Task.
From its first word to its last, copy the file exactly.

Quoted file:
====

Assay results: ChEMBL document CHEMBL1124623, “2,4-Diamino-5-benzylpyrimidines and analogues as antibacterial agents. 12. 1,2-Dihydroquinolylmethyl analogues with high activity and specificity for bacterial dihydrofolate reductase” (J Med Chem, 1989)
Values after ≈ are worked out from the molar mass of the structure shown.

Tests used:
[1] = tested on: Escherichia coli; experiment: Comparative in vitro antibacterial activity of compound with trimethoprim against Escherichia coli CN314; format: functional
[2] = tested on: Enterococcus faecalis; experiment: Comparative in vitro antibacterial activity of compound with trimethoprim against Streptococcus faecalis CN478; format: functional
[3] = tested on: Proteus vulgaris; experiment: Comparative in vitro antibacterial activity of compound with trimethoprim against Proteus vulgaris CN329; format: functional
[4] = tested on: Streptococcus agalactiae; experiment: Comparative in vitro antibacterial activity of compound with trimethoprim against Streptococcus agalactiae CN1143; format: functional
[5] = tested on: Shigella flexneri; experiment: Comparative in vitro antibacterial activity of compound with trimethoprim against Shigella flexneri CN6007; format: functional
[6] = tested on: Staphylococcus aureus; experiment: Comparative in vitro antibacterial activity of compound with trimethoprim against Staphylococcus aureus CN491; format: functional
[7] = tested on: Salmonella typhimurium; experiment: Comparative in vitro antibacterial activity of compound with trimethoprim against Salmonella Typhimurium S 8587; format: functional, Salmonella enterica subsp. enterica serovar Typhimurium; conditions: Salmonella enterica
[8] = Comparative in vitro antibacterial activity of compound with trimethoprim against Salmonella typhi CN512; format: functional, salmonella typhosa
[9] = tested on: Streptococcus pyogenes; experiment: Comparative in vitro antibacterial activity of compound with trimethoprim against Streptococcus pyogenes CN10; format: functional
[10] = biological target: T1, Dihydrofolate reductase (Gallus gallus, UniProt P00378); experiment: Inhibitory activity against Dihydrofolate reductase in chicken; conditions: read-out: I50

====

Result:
Assay results: ChEMBL document CHEMBL1124623, “2,4-Diamino-5-benzylpyrimidines and analogues as antibacterial agents. 12. 1,2-Dihydroquinolylmethyl analogues with high activity and specificity for bacterial dihydrofolate reductase” (J Med Chem, 1989)
Values after ≈ are worked out from the molar mass of the structure shown.

Tests used:
[1] = tested on: Escherichia coli; experiment: Comparative in vitro antibacterial activity of compound with trimethoprim against Escherichia coli CN314; format: functional
[2] = tested on: Enterococcus faecalis; experiment: Comparative in vitro antibacterial activity of compound with trimethoprim against Streptococcus faecalis CN478; format: functional
[3] = tested on: Proteus vulgaris; experiment: Comparative in vitro antibacterial activity of compound with trimethoprim against Proteus vulgaris CN329; format: functional
[4] = tested on: Streptococcus agalactiae; experiment: Comparative in vitro antibacterial activity of compound with trimethoprim against Streptococcus agalactiae CN1143; format: functional
[5] = tested on: Shigella flexneri; experiment: Comparative in vitro antibacterial activity of compound with trimethoprim against Shigella flexneri CN6007; format: functional
[6] = tested on: Staphylococcus aureus; experiment: Comparative in vitro antibacterial activity of compound with trimethoprim against Staphylococcus aureus CN491; format: functional
[7] = tested on: Salmonella typhimurium; experiment: Comparative in vitro antibacterial activity of compound with trimethoprim against Salmonella Typhimurium S 8587; format: functional, Salmonella enterica subsp. enterica serovar Typhimurium; conditions: Salmonella enterica
[8] = Comparative in vitro antibacterial activity of compound with trimethoprim against Salmonella typhi CN512; format: functional, salmonella typhosa
[9] = tested on: Streptococcus pyogenes; experiment: Comparative in vitro antibacterial activity of compound with trimethoprim against Streptococcus pyogenes CN10; format: functional
[10] = biological target: T1, Dihydrofolate reductase (Gallus gallus, UniProt P00378); experiment: Inhibitory activity against Dihydrofolate reductase in chicken; conditions: read-out: I50